Canine Addison's Disease

Clare Deming
German Shephard getting vaccinated

If your veterinarian diagnoses your dog with Canine Addison's disease, it is not an automatic death sentence. Once Addison's disease is confirmed, treatment is straightforward, and a dog with this condition stands as good a chance as any dog of living a normal life. Addison's disease appears to have some genetic properties and occurs in young to middle-aged dogs. It is more common in females than male dogs and in breeds such as Labrador Retrievers, Portuguese Water Dogs and Standard Poodles.

What Is Canine Addison's Disease?

Addison's disease is a disease of the adrenal glands. These small organs sit just in front of your dog's kidneys, with one on each side. Addison's disease, also called hypoadrenocorticism, results when the adrenal glands stop producing their normal products.

The adrenal glands have two layers, the adrenal cortex (outer layer), and the adrenal medulla (inner layer). The adrenal cortex is the portion involved with Addison's disease and can be divided into three additional layers:

  • Zona glomerulosa which is the outer layer. It produces a hormone called aldosterone which regulates a complicated system of electrolytes and water balance.
  • Zona fasciculata is the middle layer. It produces glucocorticoids such as cortisol, which help the body cope with stress.
  • Zona reticularis which is the inner layer. It produces small amounts of sex hormones.

The adrenal medulla is not affected by Addison's disease and produces epinephrine (adrenaline).

Different Forms of Canine Addison's Disease

Several types of Addison's disease can develop in dogs, depending upon which layers of the adrenal glands are affected. The adrenal glands are partially controlled by the pituitary gland, often called the "master gland" which sits at the base of the brain. The pituitary gland has a lot of functions, but one of them is to secrete adrenocorticotropic hormone (ACTH). ACTH is released into the blood and travels to the adrenal glands. Once there, its main purpose is to tell the zona fasciculata layer of the adrenal glands to secrete cortisol.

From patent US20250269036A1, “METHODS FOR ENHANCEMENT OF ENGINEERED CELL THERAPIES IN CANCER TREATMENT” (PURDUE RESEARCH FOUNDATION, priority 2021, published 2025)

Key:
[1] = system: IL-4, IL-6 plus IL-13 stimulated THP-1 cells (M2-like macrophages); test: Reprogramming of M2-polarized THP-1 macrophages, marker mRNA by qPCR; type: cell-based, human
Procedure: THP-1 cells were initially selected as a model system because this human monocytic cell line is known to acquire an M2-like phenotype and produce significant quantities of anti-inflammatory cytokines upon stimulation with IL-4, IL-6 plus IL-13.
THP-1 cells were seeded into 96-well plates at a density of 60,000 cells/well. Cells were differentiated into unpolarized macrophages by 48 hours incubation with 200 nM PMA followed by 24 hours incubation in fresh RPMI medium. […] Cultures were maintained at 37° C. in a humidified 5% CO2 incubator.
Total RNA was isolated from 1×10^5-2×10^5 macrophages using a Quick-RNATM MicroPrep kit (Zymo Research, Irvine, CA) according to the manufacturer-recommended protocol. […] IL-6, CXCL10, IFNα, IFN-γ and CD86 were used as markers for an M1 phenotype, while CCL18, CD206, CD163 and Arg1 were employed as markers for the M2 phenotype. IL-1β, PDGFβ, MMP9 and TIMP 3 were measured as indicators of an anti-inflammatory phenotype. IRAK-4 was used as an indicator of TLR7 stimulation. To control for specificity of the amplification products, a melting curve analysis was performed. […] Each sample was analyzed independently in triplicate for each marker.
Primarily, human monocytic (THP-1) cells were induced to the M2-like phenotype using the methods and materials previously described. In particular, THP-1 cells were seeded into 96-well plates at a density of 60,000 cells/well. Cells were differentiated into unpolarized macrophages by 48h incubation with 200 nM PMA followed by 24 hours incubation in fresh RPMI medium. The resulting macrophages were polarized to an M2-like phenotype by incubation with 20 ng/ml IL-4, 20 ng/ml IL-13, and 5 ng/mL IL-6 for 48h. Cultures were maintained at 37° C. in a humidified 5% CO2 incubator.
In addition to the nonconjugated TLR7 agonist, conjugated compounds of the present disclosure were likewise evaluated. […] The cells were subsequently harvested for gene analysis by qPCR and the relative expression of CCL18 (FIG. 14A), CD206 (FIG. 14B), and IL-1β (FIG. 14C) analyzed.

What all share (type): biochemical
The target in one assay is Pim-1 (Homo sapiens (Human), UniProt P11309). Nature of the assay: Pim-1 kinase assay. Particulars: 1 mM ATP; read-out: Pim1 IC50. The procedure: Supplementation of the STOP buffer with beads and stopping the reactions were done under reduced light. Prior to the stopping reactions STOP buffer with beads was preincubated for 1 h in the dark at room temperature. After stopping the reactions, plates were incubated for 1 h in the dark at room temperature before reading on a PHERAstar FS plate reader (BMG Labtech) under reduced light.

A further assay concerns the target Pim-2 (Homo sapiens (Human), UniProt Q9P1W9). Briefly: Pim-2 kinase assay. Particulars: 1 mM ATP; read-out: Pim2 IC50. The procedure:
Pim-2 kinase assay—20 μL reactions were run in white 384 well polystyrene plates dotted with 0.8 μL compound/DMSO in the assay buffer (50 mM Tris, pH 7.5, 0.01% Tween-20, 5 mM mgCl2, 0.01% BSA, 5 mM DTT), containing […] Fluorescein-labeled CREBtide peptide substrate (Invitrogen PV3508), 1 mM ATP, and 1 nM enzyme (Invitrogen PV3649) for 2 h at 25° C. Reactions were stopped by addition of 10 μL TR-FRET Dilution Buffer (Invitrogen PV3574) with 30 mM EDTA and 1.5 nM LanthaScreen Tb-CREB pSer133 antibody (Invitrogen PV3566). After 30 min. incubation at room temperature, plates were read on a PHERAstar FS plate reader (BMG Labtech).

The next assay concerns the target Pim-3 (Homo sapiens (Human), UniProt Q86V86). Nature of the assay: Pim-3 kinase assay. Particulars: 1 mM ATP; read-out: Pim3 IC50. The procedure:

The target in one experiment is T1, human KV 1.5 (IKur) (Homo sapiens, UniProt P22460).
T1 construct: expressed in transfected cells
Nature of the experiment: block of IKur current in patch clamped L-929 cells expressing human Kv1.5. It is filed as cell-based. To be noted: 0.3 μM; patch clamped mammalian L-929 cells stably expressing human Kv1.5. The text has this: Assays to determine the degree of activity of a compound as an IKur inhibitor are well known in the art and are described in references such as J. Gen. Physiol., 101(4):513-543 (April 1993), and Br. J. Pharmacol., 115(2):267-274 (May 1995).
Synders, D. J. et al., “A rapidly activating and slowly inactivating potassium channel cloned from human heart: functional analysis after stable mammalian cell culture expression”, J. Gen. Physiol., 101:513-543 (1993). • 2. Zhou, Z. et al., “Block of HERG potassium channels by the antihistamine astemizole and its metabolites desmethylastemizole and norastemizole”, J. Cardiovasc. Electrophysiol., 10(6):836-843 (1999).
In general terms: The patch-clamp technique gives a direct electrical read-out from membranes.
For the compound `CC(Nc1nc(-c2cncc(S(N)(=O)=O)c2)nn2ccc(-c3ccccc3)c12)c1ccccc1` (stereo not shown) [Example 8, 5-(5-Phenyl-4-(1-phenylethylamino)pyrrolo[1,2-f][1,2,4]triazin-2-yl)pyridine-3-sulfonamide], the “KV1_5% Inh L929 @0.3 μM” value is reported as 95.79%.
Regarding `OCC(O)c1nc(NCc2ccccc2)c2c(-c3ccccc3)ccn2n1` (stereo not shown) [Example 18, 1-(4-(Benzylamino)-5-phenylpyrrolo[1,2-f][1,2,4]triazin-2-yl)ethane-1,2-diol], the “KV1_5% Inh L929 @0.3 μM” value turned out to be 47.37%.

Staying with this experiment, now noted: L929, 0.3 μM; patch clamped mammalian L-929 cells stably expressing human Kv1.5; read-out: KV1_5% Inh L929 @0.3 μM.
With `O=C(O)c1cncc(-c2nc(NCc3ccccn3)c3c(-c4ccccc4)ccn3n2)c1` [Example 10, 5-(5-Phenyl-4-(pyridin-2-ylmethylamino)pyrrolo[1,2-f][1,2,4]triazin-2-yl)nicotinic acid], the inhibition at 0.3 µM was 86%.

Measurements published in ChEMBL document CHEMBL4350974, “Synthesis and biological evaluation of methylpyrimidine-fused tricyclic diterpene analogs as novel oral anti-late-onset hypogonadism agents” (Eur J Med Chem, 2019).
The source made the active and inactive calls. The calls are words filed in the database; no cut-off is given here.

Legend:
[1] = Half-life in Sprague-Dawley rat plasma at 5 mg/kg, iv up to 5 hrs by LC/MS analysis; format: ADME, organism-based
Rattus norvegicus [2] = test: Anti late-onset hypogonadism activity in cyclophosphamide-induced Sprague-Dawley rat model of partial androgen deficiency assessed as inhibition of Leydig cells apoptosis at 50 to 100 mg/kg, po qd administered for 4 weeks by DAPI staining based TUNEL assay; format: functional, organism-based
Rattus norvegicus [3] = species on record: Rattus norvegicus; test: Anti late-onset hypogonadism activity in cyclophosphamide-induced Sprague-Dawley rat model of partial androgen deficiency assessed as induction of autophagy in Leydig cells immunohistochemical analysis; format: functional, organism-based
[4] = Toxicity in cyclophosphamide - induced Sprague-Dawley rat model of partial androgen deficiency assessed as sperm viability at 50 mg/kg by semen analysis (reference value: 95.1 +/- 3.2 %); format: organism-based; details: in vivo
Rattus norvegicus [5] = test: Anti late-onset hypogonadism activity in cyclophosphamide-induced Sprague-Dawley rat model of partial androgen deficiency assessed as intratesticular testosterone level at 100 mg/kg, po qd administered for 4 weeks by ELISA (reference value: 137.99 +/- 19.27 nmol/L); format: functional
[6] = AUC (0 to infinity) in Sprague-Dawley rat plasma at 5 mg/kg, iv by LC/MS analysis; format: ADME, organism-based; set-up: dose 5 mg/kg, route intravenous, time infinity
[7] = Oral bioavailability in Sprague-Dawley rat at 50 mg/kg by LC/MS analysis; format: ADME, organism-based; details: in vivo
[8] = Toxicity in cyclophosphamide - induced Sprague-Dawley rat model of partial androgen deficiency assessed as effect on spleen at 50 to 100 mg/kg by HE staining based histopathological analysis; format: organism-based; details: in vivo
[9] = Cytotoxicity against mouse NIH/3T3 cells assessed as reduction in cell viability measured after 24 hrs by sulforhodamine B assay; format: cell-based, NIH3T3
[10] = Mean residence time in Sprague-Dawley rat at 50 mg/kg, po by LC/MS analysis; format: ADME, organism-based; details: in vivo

Primary Addison's Disease

Primary Addison's disease is the most common form. This occurs when the adrenal glands stop functioning, independent of the pituitary gland. This is thought to occur as the result of an autoimmune problem with the adrenal glands. This form usually affects all the adrenal gland.

Secondary Addison's Disease

Secondary Addison's disease is rare and happens when the portion of the pituitary gland that produces ACTH stops functioning. If the body lacks ACTH, then the adrenal glands are never stimulated to produce cortisol. This type of Addison's disease only affects the zona fasciculata.

Atypical Addison's Disease

Atypical Addison's disease is almost the same as secondary Addison's disease. When Addison's disease only affects cortisol production, this is called atypical Addison's disease. Secondary Addison's disease is always atypical. Primary Addison's disease can be atypical in the early stages, but will progress to the regular form.

Iatrogenic Addison's Disease

The last type of Addison's disease is iatrogenic Addison's disease. This can occur as a result of medical treatment for Cushing's disease - a condition in which the adrenal glands are overactive. Medications used to suppress adrenal gland function can sometimes take the levels of adrenal hormones too low, resulting in Addison's disease. Also, dogs that are treated with long-term corticosteroid medications can have atrophy of their adrenal glands. If their medication is stopped suddenly, their adrenal glands cannot resume their normal functions quickly, and Addison's disease can result.

Summary of the Types of Addison's Disease

Type of Addison's disease Site of disease Specific parts affected Deficient hormones
Primary Addison's disease Adrenal glands Cortex - zona glomerulosa and zona fasciculata Glucocorticoids and usually aldosterone